Home / Companies / News /  NCLT allows Amtek Auto’s debt resolution process to start from scratch

Mumbai: The Chandigarh bench of the National Company Law Tribunal (NCLT) on Wednesday allowed the committee of creditors of Amtek Auto to start the resolution process from scratch, 18 months after the process was first initiated, according to two people aware of the matter.

The NCLT said that the process should be completed within 150 days. It decided to give additional time on account of the period between the date of submission of the first set of resolution plans in March 2018 and the date on which the bench approved UK-based Liberty House as the winning bidder for Amtek Auto.

“The CoC can now either call for fresh bids or look at other applicants who had bid in the first round of resolution process. However, that will be decided after the order comes out," said one of the people cited above.

The committee of creditors had approached NCLT after Liberty House failed to honour its payment commitments despite receiving the tribunal’s approval. The lenders also filed an application with NCLT to cancel the approval as Liberty House had not submitted a bank guarantee of 100 crore to them.

Liberty House had, on its part, alleged “misrepresentation of facts" and discrepancies in valuation of the stressed asset.

Amtek Auto was referred to NCLT in July 2017, after it defaulted on repayment of loans worth 12,300 crore. Liberty House was declared the resolution applicant for the company in July last year, with a winning bid of 4,100 crore.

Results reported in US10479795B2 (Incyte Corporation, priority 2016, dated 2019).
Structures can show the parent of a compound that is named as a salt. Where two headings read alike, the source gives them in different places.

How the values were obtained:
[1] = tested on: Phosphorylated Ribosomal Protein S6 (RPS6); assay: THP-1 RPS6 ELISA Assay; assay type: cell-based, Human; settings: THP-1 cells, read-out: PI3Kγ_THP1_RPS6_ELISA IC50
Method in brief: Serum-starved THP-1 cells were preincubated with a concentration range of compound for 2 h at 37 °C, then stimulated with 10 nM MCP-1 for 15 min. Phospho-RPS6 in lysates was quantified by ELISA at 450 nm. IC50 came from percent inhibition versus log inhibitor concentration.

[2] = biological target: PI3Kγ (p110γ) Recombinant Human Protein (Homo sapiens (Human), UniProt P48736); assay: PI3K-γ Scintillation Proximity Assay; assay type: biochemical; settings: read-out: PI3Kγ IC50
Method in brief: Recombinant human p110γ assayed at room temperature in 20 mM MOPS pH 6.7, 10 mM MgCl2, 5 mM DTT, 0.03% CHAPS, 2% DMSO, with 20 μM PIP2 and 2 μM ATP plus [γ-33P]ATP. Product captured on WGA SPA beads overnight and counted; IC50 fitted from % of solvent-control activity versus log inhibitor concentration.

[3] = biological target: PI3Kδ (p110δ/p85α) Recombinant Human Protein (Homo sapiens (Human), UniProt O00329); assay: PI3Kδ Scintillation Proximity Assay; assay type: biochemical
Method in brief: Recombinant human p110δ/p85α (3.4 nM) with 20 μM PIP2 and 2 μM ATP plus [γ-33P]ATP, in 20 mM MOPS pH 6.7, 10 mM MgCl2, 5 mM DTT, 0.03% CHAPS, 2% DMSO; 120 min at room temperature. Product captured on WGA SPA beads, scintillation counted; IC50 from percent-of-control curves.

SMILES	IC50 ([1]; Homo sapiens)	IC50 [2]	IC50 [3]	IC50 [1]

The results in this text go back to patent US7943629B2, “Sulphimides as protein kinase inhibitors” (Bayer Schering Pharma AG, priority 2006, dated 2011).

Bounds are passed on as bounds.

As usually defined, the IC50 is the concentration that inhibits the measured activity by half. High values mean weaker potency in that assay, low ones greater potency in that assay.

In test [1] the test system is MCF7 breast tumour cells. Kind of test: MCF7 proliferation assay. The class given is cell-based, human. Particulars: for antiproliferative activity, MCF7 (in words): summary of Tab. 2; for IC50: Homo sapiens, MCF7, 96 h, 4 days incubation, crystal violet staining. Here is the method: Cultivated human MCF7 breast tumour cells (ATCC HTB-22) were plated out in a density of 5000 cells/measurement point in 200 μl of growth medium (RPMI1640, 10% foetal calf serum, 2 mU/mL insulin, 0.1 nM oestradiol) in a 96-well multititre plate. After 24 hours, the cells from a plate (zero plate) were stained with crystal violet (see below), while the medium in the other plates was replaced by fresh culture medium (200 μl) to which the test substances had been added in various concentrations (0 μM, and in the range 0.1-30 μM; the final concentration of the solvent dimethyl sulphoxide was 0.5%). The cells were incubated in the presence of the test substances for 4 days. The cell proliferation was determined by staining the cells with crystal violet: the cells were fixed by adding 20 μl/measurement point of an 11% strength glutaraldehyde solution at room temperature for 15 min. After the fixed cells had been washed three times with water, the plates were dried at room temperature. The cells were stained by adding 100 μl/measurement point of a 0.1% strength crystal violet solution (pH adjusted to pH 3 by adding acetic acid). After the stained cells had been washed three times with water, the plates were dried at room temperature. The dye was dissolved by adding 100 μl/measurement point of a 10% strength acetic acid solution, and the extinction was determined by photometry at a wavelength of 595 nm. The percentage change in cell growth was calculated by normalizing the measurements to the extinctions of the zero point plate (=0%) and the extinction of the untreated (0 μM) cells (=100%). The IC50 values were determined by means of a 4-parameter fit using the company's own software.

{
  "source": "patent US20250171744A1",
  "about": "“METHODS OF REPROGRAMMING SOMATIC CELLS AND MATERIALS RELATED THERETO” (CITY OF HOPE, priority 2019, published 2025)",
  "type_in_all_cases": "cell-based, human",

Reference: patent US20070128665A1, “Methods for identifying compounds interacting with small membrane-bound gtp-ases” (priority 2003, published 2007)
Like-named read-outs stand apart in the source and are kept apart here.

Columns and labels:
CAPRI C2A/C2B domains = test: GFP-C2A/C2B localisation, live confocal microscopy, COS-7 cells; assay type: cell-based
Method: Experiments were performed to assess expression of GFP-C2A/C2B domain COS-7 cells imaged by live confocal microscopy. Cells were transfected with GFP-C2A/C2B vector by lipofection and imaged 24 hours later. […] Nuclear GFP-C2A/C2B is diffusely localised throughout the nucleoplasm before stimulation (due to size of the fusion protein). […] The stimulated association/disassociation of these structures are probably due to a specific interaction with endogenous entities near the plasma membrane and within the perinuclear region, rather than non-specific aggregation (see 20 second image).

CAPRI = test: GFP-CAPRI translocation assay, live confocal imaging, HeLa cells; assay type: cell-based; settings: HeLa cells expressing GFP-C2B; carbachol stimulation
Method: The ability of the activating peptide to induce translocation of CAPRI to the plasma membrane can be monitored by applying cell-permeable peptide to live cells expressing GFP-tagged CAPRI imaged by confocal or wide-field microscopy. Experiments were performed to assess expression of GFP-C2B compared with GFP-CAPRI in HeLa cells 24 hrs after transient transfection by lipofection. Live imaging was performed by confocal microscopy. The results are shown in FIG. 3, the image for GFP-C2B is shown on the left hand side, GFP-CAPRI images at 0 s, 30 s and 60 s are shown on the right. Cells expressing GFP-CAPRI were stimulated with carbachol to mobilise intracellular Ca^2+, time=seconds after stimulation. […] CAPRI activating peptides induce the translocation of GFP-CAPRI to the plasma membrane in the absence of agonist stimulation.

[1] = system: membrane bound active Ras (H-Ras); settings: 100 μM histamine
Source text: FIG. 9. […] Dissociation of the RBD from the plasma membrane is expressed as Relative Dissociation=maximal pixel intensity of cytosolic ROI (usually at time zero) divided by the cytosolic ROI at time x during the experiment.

The bench allowed creditors and the resolution professional to move against Liberty House, under section 74(3) of the Insolvency and Bankruptcy Code, for defaulting on repayments.

Under this section, a person who defaults on a court-approved resolution plan can be subject to a fine of up to 1 crore and imprisonment between one to five years, or both.

Amtek Auto was one of the 12 large corporate accounts identified by the Reserve Bank of India in June 2017 for immediate insolvency proceedings. However, the resolution process got delayed after Liberty House ran into trouble with section 29 (A) of the Insolvency and Bankruptcy Code when banks found that it owed $2.8 million to Exim Bank.

Section 29(a) bars entities linked to insolvent companies, wilful defaulters and anyone with a non-performing loan from bidding for stressed assets.

This clause resulted in Liberty House being declared ineligible to bid for ABG Shipyard and Amtek Auto until it settled the dues. Subsequently, Liberty House settled the Exim Bank dues.

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